We went for the lazy way out and went up on the chair lift (not for the fainthearted) and walked around the top to Yakuoin Temple. There's also a monkey park up there! Make sure you don't miss the last cable car down (around 5pm), and make your way back in town for dinner.

Day 7: Travel back home

Definitely the saddest day of the whole week - we decided to kick back in preparation for the thirteen hour flight ahead by buying some goodies from the closest 7/11 and chill out in Shinjuku Gyoen, the district's largest and prettiest garden. We also snuck in a quick visit to central Tokyo and some last minute curry from Sukiya before racing to the airport.

Leave some time for Narita airport - it has some lovely shops for last minute gifts. My favourite shop was a tiny square in the departures lounge called The Traveler's Factory, which can only be found in the airport. I'd have spent hours in there if I could!


- The itinerary above is ideal for first timers with seven days or less. If you're limited on time, I really wouldn't include more things and places to see - always make sure you leave enough time to actually enjoy where you're at!

- If you're lucky enough to have more than one week in Japan, definitely invest in the JR Pass and spread out - visit Osaka, the north area of Japan and its smaller islands.

Ready to fly to Japan? What's on your must-do list? Let us now in the comments below! 
A while ago, I posted an article on how Japan is one of the best countries to visit in Asia, especially if it’s your first time touring the continent. Last November I actually managed to go to Japan and I can confirm that the country is one of the greatest destinations in the world, let alone Asia!

Japan's culture is more incredible than I could ever describe, but beyond touring temples and tasting the best Udon noodles in town, you'll also feel right at home if you're an animal lover. Take a look at these activities around Japan if like the amazing people of Japan, you're obsessed with all things cute and fluffy.

1. Watch monkeys enjoying the hot springs

The Jigokudani Monkey Park in Yamanouchi is known for its hot springs, however it’s not the visitors that get to bathe in them. Japanese Macaques are the attractions here, which come down from the mountains every winter to warm themselves up in the hot springs. Also known as Snow Monkeys, Atlas Obscura explained that they’re believed to be emissaries of the mountain gods, so it’s easy to understand why they’re not driven away by the locals and instead respected enough to be allowed to enjoy the steamy waters.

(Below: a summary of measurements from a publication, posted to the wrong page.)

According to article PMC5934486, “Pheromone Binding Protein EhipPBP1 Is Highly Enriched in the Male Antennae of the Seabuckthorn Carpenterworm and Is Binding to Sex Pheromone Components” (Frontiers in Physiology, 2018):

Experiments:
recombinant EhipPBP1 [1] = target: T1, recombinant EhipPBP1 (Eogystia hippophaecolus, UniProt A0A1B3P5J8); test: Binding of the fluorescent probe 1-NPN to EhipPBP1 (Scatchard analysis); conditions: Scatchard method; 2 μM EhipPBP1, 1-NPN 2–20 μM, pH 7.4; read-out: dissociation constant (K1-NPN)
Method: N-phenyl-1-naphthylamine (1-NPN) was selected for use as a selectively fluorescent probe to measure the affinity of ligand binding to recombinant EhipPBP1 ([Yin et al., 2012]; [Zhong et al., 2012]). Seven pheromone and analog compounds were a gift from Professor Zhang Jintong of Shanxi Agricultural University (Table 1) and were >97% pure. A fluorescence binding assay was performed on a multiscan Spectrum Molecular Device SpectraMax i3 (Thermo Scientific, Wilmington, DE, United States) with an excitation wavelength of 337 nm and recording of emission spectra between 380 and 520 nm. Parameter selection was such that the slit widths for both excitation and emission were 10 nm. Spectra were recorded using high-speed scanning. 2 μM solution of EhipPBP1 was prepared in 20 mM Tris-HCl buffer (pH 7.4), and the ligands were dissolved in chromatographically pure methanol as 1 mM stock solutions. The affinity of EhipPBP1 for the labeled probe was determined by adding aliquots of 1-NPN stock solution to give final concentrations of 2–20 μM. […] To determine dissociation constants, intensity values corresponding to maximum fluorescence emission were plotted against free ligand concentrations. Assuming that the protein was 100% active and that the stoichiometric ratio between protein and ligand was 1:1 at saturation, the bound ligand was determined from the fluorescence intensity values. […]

Watching the monkeys relax in the hot springs is a one of a kind experience and is certainly worth adding to your bucket list. According to many insiders, it’s best to go during these winter months and visit in the morning to catch all the action.

2. Feed koi in traditional Japanese gardens

Traditional Japanese gardens almost always have koi ponds, which not only look beautiful, but also add to the overall structure of these Zen gardens. One of the greatest ways to relax is to visit the gardens to admire the landscape and, of course, to interact with the koi in the ponds. Japan's National Tourism Organization recommend several spots where you can enjoy unwinding in peaceful gardens as well as watching and feeding the beautiful koi, such as the Ryoanji Temple in Kyoto as well as Koraku-en in Okayama, a massive garden which has large ponds and even hills. This artificial recreation area is so vast that it took 14 years to complete.

Japanese carp or ‘koi’ are an important part of Japanese culture, so much so that they’re associated with various characteristics including good fortune, perseverance, calmness and strength. Koi is now famous around the world and due to these positive qualities, their portrayal even exceeded the biological aspect and digital versions of koi have begun to appear through various mediums. For instance, Game Skinny mentioned that Zen Koi uses the calming effect of interacting with the fish, which is similar to the effect the live wallpaper emits. Equally, the renowned gaming portal Slingo also has a Lucky Koi game which plays on the good fortune tied to the fish putting a modern spin on it ideal for gamers to enjoy. Such iterations prove the persistence and popularity of koi in the minds and hearts of people even outside of Japan.

3. Set your crazy cat self free

For cat lovers, look no further than Japan’s ‘nekojima’ or cat islands. Tsunagu Japan listed Aoshima Island in Ehime as one of Japan’s most unusual places to visit, wherein cats are the main inhabitants. If you can't make it that far, All about Japan mentions at least 10 other cat islands in the country aside from Aoshima. You just need to visit one to get an idea of the sheer cat cuteness on offer.